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E. L. Noel, 2001 EPPIE Winner for The Threshing Floor, Best Historical Novel, has published in both print and electronic formats.

Here is one of her stories, The Rock Hound, a tale of dark humor.

The Rock Hound
E.L. Noel

No matter how I dreaded it, the time had arrived. I pushed against the steering wheel to boost myself from the car. Beautiful scenery in the Rocky Mountain National Forest. Made me wish I’d spent more time here.

Wally levered open the trunk, and I helped him drag the heavy bag over the bumper. Heat rose from the parking lot pavement. The bag thumped to the asphalt with a solid thud and lay there, still as death. No movement, but I heard faint chattering and a soft giggle.

Wally wiped sweat from his face with the grubby tail of his shirt. “Sure is heavy. What’s in this, anyway?”

“Rocks,” I said. “Got a problem with that?”

His thin, red hair hung over his forehead in greasy strands. He shrugged his skinny shoulders. “No, just asking.”

“Good, because at fifty bucks for twenty minutes worth of work I’m not willing to listen to any whining.” Yes, they were heavy. Rocks possessed that quality, the idiot. He wasn’t blond, but I figured there was one in his background somewhere. “Let’s go,” I said, and picked up my end. “Start earning your money.”

Wally bent from the waist, groaning like he was a hundred and ten instead of twenty-seven. The world was going to hell in a hand basket, and Wally numbered among those willing to give it a push.

The parking lot remained empty. The heat kept folks indoors, snuggled up to their air-conditioners. The sun burned my shoulders through my shirt. We took our load and walked down the trail, backs bowed beneath the weight. A sheer drop bordered one side; a gentle slope the other. Tall pines kissed the sky. Not a breath of air stirred. After a quarter mile, Wally the superhero gave out.

“I can’t go any farther,” he said, huffing and puffing, and laid his end of the sack on the ground. He grabbed the small of his back with both hands and leaned back, stretching his muscles.

I turned off my hearing aid, and pushed him. Both hands to his scrawny chest. Right over the edge, the little sniveler. I’m seventy-three, and time is too precious to listen to whiners. If he screamed, I didn’t hear it. Good thing. Screaming gets on my nerves. I didn’t worry about Wally suffering; he fell two hundred feet or more, so he enjoyed a blessedly quick end, the lucky devil. Can’t say the same for myself. I glanced at my watch. Yep. Less than a day left.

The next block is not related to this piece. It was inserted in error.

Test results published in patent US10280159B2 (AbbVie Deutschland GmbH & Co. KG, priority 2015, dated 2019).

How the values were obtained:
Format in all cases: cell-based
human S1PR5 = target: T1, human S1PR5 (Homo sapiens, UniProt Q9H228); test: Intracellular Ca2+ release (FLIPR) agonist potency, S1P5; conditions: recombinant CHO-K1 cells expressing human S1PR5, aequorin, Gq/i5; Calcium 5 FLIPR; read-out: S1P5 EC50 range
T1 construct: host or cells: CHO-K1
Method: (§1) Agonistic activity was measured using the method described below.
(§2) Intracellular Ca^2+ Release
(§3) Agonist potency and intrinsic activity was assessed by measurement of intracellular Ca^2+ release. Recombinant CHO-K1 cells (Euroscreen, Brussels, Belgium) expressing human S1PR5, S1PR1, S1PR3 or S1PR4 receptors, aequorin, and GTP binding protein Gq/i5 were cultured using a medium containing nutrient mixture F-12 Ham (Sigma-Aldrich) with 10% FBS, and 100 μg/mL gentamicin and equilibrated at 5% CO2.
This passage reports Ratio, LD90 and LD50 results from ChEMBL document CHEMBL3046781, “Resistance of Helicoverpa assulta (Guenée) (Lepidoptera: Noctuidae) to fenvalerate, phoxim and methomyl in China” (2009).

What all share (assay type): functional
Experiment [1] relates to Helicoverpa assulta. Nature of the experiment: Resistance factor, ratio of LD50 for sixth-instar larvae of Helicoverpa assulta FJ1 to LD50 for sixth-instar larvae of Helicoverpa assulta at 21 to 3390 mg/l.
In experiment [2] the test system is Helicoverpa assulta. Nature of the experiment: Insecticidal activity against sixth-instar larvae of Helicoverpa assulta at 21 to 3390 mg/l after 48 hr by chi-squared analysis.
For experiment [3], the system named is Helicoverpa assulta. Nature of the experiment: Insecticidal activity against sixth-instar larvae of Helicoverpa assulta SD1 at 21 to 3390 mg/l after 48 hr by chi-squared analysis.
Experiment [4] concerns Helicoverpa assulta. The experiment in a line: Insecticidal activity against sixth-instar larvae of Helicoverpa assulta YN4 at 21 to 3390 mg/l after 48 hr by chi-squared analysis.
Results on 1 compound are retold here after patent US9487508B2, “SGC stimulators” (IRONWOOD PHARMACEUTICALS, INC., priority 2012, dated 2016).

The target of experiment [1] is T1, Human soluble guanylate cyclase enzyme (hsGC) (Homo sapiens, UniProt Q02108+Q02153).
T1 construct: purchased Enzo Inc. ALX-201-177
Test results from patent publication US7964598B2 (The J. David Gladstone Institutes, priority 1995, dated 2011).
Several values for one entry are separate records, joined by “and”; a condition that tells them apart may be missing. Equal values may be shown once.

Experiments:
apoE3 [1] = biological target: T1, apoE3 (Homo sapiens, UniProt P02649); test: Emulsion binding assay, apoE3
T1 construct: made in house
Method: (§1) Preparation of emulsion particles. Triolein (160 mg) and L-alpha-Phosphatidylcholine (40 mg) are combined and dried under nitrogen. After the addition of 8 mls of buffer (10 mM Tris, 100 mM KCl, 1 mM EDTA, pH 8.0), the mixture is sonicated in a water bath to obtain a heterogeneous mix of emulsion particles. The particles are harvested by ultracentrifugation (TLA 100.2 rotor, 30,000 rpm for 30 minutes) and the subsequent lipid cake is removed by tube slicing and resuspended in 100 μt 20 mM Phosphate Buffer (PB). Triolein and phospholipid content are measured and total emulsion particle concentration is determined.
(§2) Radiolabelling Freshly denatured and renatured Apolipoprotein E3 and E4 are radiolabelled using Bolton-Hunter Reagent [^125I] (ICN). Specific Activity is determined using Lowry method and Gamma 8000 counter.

I grabbed one end of the sack and dragged it down the path alone. By the time I got to the end of the trail, I was done in and feeling every one of those seventy-three years. I turned my hearing aid back on and listened to the excited chatter coming from the sack. I pulled out my pocketknife. The blade gave me some trouble. Arthritis flares up sometimes, but I worked at it until I had it open and gleaming in the hot sun. I slit the sack and all my rocks tumbled out and rolled down the mountain, calling good-byes and thank yous, as they bounced and slid down the steep grade. I waved and watched them go, each one so happy to be free and tumbling, growing no moss. Not yet, but they would. I wouldn’t have to see it though. They were free. That’s what was important.

On my way back to the car, I thought about them, their different personalities and quirks. I dragged the empty sack behind me, glad they were free, but missing them, too. Each one had been so supportive and kind.

My surgery is first thing in the morning. The doctors all pat me on the back and tell me there’s nothing to worry about, but the rock garden in the hospital waiting room says different. Oh, yeah, they clued me in. They mentioned it after my second visit, afraid of being too forward. Said I wouldn’t make it through the surgery. They didn’t want to tell me, but I pestered the truth out of ‘em. It’s okay. I don’t mind. I’ve had a long and wonderful life. And I thanked them for being honest with me. Enrique, the little Spanish stone, nearly cried. Velma, the river rock, told me it wouldn’t hurt. Marshal, the geode, said it wasn’t for sure, but Marshal is a notorious liar. He lets his glitter get the better of his common sense.

Tomorrow they’ll try to patch my old ticker, but I know they’re wasting their time. I’ll stop by the waiting room to say farewell to my friends in the garden and let them know I’ve tied up the last loose end by letting my own rocks go. Didn’t want them to end up in somebody’s driveway, unappreciated and forgotten. They’ll be better off in the wild.

A voice on the trail startled me. I stopped. “What? What did you say to me?”

He wouldn’t repeat it, the little menace. Pebbles can be so snotty. I picked up the offender and shoved him in my pocket. He said he’d be singing in the sun after I was six feet under. We’ll see. Before I go in for surgery tomorrow, I’ll swallow the rascal and take him with me.


For more information about E. L. Noel and her work, please visit her website at http://www.isp101.com/~mikenoel/index.htm

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